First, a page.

Background and objective Ireland does not have a national strategy for diabetes management akin to policy frameworks developed in other European countries. In 2006, the Irish Health Service Executive (HSE) established an Expert Advisory Group for diabetes, to act ‘as the HSE’s primary source of operational policy and strategic advice'. The aim of this study is to examine the Diabetes Expert Advisory Group (EAG) process as an instrumental case study of policy formulation in the health service.
Methods A case description was built through interviews and documentary analysis. Fifteen in-depth interviews were conducted with a purposive sample of EAG members. The topic guide was informed by three theories of policy formulation; Rational Model of Decision Making (1), Advocacy Coalition Framework (ACF) (2) and Multiple Streams Theory (3). Thematic analysis was conducted using the theoretical assumptions as analytical tools. NVIVO software was used for data management.
Results Preliminary analysis suggests the EAG followed a sequential process; identifying priorities, developing recommendations and proposing a strategy for approval by the HSE. However the rational model of decision-making became less relevant as the process moved from approval to implementation. There was lack of clarity around what constituted a decision and who made decisions in the health system. ACF theory assumes ‘advocacy coalitions’ share ‘policy core beliefs’ although members may disagree about secondary beliefs. This fits with accounts of the EAG process; “I think we were all there with the same purpose but how we went about it, how the problem is going to be solved might be slightly different…” The economic recession could be considered an ‘external shock’ which constrained the resources available to the group and pushed implementation down the agenda. The Multiple Streams Theory identifies three streams in the policy arena (problem, policy, politics). By 2006 the problem of diabetes had been well established with an international evidence base informing the management of the illness (policy). However the political commitment (politics) to the EAG recommendations faded as the implications emerged; “in order to do it the way other countries do it, it is going to require investment. Our first report sketched out the sort of investment it might need and I think that just frightened them off.”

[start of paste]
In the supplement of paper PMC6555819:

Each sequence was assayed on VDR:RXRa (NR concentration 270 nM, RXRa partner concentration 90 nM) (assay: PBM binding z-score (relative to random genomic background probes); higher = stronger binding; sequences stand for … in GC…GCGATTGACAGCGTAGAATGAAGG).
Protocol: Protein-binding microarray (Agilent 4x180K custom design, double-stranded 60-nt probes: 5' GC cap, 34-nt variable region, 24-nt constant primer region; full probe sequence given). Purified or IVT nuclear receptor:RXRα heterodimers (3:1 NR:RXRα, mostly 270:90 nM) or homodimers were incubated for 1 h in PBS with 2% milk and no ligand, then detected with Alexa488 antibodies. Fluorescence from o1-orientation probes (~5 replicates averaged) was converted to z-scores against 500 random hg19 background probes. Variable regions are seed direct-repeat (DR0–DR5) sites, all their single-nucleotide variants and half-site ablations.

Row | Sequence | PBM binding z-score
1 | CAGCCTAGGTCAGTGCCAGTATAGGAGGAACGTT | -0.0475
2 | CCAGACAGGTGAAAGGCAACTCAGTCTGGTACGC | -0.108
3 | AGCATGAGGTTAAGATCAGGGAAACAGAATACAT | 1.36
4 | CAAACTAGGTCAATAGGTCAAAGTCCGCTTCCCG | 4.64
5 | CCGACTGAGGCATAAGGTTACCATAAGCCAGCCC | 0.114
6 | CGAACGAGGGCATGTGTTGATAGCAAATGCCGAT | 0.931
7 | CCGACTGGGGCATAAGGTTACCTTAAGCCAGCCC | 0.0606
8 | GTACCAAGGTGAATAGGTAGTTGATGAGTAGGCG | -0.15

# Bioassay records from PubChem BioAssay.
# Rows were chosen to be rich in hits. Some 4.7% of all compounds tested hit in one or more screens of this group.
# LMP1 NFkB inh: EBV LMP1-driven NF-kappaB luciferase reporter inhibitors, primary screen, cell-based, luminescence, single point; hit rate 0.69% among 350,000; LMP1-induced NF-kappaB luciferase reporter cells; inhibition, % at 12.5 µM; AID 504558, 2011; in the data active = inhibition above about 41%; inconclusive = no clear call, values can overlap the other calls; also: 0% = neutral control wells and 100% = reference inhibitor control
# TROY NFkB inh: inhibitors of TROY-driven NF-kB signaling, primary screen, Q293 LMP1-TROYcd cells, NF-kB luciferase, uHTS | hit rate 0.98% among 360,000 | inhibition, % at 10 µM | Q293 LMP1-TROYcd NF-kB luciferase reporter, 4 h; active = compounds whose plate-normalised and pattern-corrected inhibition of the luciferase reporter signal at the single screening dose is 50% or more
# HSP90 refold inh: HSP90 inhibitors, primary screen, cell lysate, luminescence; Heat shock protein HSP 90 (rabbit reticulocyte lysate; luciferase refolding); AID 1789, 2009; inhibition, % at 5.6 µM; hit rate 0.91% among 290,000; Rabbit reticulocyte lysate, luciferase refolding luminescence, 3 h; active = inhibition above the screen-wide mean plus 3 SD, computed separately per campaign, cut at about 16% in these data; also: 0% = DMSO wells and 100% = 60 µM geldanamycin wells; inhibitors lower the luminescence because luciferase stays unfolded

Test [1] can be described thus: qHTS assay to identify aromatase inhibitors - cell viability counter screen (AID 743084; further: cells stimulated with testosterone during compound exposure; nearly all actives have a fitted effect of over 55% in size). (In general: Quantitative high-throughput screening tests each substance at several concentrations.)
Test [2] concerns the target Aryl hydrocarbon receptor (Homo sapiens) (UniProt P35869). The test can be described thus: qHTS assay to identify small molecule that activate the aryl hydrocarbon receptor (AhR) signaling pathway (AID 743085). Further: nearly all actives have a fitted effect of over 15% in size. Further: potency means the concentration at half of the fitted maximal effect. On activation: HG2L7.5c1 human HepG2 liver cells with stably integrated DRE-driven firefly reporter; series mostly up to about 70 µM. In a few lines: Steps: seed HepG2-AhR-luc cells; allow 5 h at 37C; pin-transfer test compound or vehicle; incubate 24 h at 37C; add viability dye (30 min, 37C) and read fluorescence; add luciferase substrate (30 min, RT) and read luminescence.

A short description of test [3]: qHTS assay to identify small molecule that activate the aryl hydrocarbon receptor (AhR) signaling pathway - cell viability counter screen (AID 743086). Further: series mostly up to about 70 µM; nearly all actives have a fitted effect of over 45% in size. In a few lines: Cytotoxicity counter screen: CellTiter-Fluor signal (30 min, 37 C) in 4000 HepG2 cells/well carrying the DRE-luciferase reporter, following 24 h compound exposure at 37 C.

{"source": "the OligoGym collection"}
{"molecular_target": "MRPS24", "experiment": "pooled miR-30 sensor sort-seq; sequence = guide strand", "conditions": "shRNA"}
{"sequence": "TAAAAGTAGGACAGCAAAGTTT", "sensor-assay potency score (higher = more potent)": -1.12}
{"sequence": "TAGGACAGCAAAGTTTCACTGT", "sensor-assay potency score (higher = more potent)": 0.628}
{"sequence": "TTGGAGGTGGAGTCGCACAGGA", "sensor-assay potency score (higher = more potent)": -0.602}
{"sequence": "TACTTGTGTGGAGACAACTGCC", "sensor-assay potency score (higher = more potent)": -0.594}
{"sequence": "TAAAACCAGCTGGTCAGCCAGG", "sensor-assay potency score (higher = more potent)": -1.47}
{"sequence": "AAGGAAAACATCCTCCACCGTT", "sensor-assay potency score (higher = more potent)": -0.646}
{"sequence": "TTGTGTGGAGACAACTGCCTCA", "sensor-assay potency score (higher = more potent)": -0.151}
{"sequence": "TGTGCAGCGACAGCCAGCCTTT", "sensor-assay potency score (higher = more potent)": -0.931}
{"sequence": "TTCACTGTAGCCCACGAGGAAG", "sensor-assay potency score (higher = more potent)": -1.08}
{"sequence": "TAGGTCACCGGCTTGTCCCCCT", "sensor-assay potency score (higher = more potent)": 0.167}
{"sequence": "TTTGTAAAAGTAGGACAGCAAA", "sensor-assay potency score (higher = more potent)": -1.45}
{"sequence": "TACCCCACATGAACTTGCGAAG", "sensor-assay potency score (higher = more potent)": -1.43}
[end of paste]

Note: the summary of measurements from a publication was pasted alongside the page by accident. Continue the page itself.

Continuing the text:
Conclusions Different aspects of the policy formulation process were highlighted and hidden by applying an ‘alternative lens’ perspective (4). The story of the Diabetes EAG illuminates broader policy issues including the role of evidence in health policy, the impact of external events on decision making and the gap between decision-making and implementation.